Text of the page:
As I have said before, it is officially Christmas; a time of cheer, good will … and great food (let’s be honest with each other, we were all thinking about the food); a time for Band Aid, East 17 and Michael Bublé to serenade us; a time where pyjama and duvet days prevail. I could keep listing things about Christmas, but that would take forever, so I won’t (besides, my GCSE English teacher always said “the list of three will work wonders – it will engage your readers, keeping them interested, but not bored” … so here’s hoping they were right!). It is also a time for the many, many Christmas films to come out of the cupboard and make their way to the screens; Elf, A Christmas Carol, Home Alone … and … dare I say it … Die Hard (controversial, I know).

Here at the Cambridge Practice, we are all embracing the festive season in our own ways; in the secretaries’ office we have tinsel around desks, lights around screens and cute Santa post-it-notes stuck to desks; in the Reception area at Lower Farnham Road we have a lovely nativity set (rumour has it, this was made by a patient and given to us to be displayed forevermore) … Plus, the time has now come for Christmas jumpers in the Practice! Personally, I’m looking forward to seeing everyone’s taste in Christmas clothing – I hope you are too! And who can forget the Christmas songs being played on the radio?! I can never resist a mini karaoke session whenever possible (so if you see anyone walking along the corridor in the surgery singing along to music that isn’t actually playing – it will probably be me – I’m not mad, I promise; I just love a good sing-along!).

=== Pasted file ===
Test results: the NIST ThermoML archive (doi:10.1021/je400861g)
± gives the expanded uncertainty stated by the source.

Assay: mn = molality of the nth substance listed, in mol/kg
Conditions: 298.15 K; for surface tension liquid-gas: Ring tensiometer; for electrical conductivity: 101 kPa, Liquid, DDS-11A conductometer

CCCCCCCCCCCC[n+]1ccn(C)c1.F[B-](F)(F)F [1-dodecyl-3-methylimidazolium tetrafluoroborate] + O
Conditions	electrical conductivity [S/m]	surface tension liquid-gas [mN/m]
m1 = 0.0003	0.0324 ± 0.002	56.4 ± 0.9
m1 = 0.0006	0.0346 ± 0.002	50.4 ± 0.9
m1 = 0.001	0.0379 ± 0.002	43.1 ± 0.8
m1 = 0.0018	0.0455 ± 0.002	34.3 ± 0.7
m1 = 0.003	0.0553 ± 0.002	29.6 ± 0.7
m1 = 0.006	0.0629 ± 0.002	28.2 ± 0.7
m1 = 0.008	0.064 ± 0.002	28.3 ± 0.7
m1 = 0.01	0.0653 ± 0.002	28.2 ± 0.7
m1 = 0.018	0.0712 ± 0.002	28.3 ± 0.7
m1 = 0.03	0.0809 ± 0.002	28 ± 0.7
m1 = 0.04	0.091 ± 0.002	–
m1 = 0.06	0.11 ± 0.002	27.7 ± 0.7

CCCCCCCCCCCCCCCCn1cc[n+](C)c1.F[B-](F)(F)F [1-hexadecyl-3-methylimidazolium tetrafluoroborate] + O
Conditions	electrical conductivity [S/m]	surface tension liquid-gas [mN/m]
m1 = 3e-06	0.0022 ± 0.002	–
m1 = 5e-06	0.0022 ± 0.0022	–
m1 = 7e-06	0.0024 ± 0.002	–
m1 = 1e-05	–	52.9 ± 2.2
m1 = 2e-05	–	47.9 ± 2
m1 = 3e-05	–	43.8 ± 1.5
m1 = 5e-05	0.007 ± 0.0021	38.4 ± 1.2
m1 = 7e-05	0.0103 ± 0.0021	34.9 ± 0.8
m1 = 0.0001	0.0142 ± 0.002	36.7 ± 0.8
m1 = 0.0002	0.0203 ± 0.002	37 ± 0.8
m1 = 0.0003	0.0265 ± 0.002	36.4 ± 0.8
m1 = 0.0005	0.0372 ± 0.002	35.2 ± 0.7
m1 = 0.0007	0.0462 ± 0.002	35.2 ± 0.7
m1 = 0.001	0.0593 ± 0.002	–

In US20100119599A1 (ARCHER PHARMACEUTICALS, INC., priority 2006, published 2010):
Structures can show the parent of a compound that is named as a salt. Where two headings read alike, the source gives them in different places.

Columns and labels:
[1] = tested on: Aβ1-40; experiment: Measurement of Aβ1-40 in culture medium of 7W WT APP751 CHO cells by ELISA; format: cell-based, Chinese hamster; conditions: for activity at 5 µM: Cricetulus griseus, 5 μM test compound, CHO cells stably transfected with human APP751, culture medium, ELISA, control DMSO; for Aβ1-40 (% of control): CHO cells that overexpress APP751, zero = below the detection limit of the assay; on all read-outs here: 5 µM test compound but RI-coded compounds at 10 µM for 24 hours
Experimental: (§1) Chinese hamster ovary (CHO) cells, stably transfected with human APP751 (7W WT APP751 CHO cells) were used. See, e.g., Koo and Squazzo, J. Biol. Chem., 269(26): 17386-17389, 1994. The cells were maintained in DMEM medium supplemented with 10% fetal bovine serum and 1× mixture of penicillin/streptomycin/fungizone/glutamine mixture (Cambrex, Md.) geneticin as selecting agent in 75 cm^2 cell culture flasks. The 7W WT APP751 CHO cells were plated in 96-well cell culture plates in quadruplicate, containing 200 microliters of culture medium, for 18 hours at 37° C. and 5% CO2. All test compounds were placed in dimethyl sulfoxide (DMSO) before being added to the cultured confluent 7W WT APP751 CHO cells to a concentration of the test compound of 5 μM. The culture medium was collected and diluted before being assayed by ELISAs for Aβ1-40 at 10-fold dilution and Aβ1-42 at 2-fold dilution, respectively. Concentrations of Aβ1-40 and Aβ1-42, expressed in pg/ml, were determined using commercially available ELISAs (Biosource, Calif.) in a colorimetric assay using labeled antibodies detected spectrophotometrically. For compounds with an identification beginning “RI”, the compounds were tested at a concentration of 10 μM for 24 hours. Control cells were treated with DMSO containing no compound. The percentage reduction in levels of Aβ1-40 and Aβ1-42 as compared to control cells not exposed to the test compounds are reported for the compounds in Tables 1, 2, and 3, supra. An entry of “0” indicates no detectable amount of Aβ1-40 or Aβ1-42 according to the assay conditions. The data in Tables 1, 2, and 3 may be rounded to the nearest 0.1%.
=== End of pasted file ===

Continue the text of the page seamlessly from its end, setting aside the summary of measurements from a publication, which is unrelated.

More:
Now, however much a lot of us will enjoy Christmas, we have to remember those who are less fortunate than us – those who may be alone, homeless, unable to buy what they need … Christmas, although a time to be merry, is also a prime time for being the best version of yourself; we are, as a nation, beginning to bring love and acceptance to the forefront of our lives; I have seen so many things on the internet about people who have been touched by random acts of kindness – albeit paying for a coffee, returning a dropped item, or even paying for something as simple as a birthday card. These things that may seem small to some of us are something massive to those less fortunate. So please, check on your neighbours who are spending Christmas alone, spare a thought for people who cannot have what others will have this season – it does not take much – just a thought – but I know that if I was struggling, knowing I am being thought of would make a world of difference.

So for now from all of us at The Cambridge Practice;

Merry Christmas and Happy New Year! See you in 2020!

Melissa Woodley